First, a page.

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Structure. 2001 May 9;9(5):377-87.

Activation of the redox-regulated molecular chaperone Hsp33--a two-step mechanism.

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Department of Biology, University of Michigan, 48109, Ann Arbor, MI, USA.



Hsp33 is a novel redox-regulated molecular chaperone. Hsp33 is present in the reducing environment of the cytosol and is, under normal conditions, inactive. The four highly conserved cysteines found in Hsp33 constitute a novel zinc binding motif. Upon exposure to oxidative stress, Hsp33's chaperone activity is turned on. This activation process is initiated by the formation of two intramolecular disulfide bonds. Recently, the 2.2 A crystal structure of Hsp33 has been solved, revealing that Hsp33 is present as a dimer in the structure (Vijayalakshmi et al., this issue, 367-375 [1]).


We show here that oxidized, highly active Hsp33 is a dimer in solution. In contrast, reduced and inactive Hsp33 is monomeric. The incubation of reduced Hsp33 in H(2)O(2) leads to the simultaneous formation of two intramolecular disulfide bonds and the concomitant release of zinc. This concentration-independent step is followed by a concentration-dependent association reaction. The dimerization of Hsp33 requires highly temperature-sensitive structural rearrangements. This allows Hsp33's activation process to be greatly accelerated at heat shock temperatures.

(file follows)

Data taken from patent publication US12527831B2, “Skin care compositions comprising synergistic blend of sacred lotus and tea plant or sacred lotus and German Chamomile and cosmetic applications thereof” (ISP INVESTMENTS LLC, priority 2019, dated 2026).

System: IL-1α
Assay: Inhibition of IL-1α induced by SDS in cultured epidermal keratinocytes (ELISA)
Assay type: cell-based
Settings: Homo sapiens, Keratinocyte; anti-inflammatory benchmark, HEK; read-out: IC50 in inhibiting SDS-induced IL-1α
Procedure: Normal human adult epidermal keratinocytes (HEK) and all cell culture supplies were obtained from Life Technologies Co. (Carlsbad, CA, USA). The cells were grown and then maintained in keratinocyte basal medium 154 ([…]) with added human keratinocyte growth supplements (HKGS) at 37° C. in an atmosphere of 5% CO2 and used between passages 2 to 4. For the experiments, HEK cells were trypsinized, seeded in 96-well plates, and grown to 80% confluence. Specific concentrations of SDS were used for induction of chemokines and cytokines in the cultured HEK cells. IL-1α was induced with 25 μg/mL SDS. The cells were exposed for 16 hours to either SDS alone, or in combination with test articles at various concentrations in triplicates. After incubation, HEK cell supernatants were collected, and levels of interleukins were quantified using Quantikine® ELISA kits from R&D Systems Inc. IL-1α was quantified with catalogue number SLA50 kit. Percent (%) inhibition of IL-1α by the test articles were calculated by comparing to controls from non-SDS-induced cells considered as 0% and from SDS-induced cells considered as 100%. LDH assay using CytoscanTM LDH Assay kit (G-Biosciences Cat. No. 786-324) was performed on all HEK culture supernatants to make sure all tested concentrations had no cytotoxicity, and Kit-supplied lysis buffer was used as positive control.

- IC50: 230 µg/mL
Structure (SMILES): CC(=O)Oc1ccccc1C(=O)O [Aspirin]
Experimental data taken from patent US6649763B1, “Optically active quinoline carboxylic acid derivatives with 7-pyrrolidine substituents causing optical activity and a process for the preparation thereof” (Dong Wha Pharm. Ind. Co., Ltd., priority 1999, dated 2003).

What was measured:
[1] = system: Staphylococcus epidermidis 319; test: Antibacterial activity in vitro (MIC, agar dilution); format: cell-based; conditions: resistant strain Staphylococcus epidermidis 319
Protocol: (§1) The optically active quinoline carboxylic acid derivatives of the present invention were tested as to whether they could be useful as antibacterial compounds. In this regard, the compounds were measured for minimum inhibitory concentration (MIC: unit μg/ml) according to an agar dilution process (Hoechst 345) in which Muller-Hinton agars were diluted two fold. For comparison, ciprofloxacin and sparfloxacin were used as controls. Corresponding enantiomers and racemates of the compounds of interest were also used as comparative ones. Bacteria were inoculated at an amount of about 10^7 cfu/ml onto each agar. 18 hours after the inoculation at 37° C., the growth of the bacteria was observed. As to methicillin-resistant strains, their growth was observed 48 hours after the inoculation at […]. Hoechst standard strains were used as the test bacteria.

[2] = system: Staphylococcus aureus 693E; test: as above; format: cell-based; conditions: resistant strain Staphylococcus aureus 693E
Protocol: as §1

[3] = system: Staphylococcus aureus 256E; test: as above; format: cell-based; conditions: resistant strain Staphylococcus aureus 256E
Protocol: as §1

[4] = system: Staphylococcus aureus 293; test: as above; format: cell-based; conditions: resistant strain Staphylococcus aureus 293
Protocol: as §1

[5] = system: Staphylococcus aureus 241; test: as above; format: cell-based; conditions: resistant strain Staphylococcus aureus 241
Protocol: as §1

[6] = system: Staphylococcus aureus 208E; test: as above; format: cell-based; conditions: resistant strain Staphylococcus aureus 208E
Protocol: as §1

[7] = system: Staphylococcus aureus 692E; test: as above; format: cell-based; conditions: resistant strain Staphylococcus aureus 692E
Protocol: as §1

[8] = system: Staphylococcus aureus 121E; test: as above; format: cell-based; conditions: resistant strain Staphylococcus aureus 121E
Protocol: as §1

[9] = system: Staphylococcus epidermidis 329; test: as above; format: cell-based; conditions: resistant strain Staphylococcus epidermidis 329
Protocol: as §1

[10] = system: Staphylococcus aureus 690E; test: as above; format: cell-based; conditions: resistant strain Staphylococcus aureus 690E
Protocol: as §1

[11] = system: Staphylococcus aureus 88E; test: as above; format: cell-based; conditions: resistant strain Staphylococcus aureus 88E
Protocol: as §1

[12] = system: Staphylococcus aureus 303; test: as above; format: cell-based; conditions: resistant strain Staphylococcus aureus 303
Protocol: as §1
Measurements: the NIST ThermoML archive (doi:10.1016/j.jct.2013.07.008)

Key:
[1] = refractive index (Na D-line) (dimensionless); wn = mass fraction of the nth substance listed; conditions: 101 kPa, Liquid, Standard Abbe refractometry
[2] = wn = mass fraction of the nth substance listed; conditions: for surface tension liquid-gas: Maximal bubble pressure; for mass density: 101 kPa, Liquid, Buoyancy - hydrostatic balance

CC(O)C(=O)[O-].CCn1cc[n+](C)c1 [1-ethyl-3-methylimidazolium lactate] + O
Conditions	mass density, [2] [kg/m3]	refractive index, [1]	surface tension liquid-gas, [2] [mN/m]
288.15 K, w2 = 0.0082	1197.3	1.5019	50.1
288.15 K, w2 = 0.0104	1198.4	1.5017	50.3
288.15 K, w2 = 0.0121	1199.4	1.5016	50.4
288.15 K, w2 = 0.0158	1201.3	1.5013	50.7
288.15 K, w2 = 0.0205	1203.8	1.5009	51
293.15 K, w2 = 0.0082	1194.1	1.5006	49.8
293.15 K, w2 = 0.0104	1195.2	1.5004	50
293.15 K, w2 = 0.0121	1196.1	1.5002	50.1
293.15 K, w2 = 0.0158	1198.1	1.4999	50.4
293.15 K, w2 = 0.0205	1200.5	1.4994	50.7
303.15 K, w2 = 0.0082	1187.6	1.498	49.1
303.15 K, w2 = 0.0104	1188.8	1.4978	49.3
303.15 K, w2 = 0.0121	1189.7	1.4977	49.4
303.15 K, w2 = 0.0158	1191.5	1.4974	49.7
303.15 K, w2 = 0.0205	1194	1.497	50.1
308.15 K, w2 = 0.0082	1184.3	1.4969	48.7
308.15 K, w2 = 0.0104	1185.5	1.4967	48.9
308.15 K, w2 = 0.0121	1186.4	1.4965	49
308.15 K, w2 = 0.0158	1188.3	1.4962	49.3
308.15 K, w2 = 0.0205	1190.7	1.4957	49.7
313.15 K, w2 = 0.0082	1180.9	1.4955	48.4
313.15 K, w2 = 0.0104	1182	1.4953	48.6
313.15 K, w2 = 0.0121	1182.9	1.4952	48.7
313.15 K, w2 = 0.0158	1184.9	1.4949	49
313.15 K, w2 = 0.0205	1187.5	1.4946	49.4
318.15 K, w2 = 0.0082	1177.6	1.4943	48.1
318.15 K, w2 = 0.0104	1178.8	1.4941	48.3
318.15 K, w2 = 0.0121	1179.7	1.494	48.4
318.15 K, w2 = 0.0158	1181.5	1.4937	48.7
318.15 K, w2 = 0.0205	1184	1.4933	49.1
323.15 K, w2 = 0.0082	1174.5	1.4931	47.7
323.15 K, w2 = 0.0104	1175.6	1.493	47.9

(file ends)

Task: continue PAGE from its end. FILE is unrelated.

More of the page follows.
The regulation of Hsp33's chaperone function is highly sophisticated. On a transcriptional level, Hsp33 is under heat shock control. This increases the concentration of Hsp33 under heat and oxidative stress, a process that favors dimerization, a critical step in Hsp33's activation reaction. On a posttranslational level, Hsp33 is redox regulated. Dimerization of disulfide-bonded Hsp33 monomers leads to the formation of two extended, putative substrate binding sites. These sites might explain Hsp33's high and promiscuous affinity for unstructured protein folding intermediates.

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